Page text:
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Market Conversations with a Co-Worker

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"Have you Seen the Market Today?"

... That's how my co-worker started a pretty simple conversion about a week ago. She knew I was a personal finance blogger (I didn't tell her which one), so it was a completely reasonable question. Yet, I froze like a deer in headlights.

I remember thinking, "I should have seen the market today." I should have seen it yesterday and the day before. I should have at least seen it in the last week, right? Well, I hadn't. So I went back a month... Nope, nada, no clue how the market had been doing in that time.

My next thought, "I'm the worst personal finance blogger in the world." (Readers are frantically nodding their heads right now). "I should just hang up my keyboard and retire."

Before I go with that drastic action, I figure it's worth asking myself why I haven't been following the market. I came up with a two reasons why:

  1. I've reached a point with my financial situation where the market doesn't effect me much. If the market goes up or down 1,000 or 2,000 points today it doesn't really impact my lifestyle much. I'm fairly comfortable with my contracting gig, and the websites that I have on the side are not directly tied to the market. I don't know how to express that liberating that can be after being a software engineer in 2001 when jobs were few and I had no other income as a safety net.
  2. I've lost faith in the market. When I look at the market today, I see it almost exactly where it was 10 years ago. Sure there have been ups and downs in that time, but for the most part it is a lot of running in place. I know I'm in for the long haul, but it seems more and more that I can't rely on the stock market to double my money every 7-10 years. Maybe it will happen. Maybe it won't. As Angel said to Buffy the Vampire Slayer, "I'll start working on a second front. Make sure I don't have to use it."

In the end, my response to my co-worker was, "I hope the market went down. I want it to go real low so I can buy in for a recovery." Hey, what else would you expect me to say? I'm only 34 and not likely to be using that money for some time.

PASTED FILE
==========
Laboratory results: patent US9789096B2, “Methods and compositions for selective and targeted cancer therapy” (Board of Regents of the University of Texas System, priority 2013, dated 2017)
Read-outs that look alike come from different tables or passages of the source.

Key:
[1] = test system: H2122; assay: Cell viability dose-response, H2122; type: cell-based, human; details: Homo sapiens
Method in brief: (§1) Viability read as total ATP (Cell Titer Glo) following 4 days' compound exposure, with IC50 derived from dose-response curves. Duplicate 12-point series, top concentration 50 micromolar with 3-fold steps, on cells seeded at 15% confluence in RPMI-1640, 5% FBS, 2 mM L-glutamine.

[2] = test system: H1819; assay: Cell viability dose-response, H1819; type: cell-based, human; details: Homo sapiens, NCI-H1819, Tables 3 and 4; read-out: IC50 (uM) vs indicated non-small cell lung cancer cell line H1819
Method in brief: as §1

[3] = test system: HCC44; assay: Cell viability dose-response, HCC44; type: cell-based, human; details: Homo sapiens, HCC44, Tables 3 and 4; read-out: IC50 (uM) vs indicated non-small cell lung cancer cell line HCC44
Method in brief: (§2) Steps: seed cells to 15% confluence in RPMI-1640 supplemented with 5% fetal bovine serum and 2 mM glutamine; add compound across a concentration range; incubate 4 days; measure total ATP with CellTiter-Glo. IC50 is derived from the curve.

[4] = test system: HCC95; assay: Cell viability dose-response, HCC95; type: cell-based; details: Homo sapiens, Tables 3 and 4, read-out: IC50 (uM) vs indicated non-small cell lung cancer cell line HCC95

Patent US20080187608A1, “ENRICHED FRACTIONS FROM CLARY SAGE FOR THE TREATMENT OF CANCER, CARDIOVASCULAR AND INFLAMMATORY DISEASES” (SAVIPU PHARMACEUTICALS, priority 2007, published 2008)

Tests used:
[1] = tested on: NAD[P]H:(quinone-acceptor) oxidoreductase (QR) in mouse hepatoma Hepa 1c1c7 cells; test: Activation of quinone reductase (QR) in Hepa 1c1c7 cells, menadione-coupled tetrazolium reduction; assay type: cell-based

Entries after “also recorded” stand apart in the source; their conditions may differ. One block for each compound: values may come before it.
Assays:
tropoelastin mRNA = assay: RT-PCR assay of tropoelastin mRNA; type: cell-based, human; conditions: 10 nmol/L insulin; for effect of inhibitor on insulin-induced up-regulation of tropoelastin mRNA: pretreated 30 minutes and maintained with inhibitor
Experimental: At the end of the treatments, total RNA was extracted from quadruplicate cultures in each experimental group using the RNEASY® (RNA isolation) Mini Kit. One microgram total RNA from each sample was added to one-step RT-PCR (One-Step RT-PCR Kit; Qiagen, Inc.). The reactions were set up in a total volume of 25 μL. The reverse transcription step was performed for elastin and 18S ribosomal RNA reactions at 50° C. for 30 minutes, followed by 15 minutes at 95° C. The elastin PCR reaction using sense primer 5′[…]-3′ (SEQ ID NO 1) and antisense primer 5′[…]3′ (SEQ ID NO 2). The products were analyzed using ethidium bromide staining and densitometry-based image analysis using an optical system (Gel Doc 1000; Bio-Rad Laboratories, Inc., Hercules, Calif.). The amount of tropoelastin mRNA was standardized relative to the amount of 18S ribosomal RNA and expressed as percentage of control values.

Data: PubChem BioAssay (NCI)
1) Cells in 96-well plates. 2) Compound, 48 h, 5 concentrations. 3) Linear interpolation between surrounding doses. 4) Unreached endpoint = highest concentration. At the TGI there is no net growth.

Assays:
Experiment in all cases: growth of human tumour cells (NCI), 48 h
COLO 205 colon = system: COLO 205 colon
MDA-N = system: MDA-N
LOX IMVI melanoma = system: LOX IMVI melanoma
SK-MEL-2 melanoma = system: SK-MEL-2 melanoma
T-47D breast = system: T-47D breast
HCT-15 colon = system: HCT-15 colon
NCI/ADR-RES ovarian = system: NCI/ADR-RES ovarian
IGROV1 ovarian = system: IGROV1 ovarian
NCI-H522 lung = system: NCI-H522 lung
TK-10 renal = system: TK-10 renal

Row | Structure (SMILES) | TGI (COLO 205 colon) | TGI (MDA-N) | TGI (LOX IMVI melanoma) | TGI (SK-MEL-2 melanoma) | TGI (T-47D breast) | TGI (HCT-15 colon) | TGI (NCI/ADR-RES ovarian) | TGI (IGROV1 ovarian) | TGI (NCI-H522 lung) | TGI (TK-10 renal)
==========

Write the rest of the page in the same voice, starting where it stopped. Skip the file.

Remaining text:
Posted on July 1, 2010.

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3 Responses to “Market Conversations with a Co-Worker”

  1. benjamin bankruptcy says:

    I hate all the chat about “what the markets doing” and the way the media commentates it like it’s sport. You don’t check the price of you house in real time 50 times a day? Who gives a sh%^ about the “market”. I’m kinda like Mr Buffet (not at all but I like this quote) “I buy share like I don’t expect the market to open again for 25 years”. Most of my shares I bought because I really liked the company and I thought they provided a great product or service and they were financially stable (ie they’d made a profit for at least 7 years). Then i don’t really care about what happens today I just want to be a part of it.

  2. I am a long term investor but I’m NOT getting any younger (and you know it…. ;) ). Well, to be honest, this market is being run by traders. Or it should be. It’s crap. As you say, it’s exactly where it is a decade ago. So long term investors have been shafted. But heck, if you’re a market trader, you should be in heaven. The volatility has offered you many opportunities to make glorious money.

  3. Rob Bennett says:

    You should never apologize for not knowing what the market has been doing lately, Lazy Man. You should brag about it. You should have said “I’m a personal finance blogger, I’ve learned never to pay attention to the stuff that the media focuses on.”

    That said, I agree with one change with SVB’s comment that long-term stock investors have been shafted. The change is that it would be more accurate to say that any long-term investors who invested in stocks at the prices they were selling at 10 years ago (and there were millions of us!) shafted themselves. It was virtually impossible that stocks would do well on a long-term basis starting from the prices that applied 10 years ago.

    The conventional media gets it 100 percent wrong. They obsess on the short-term, which is 100 percent unpredictable and thus would be better ignored. And they pay just about nothing attention to the long-term results we are likely to obtain starting from the various price levels, which is highly predictable and which is the one piece of information that every stock investor must have to invest effectively.

    I hope this blog entry encourages people who are giving thought to leaving the conventional investing advice behind to actually do so. It has failed us all big time, in my assessment.


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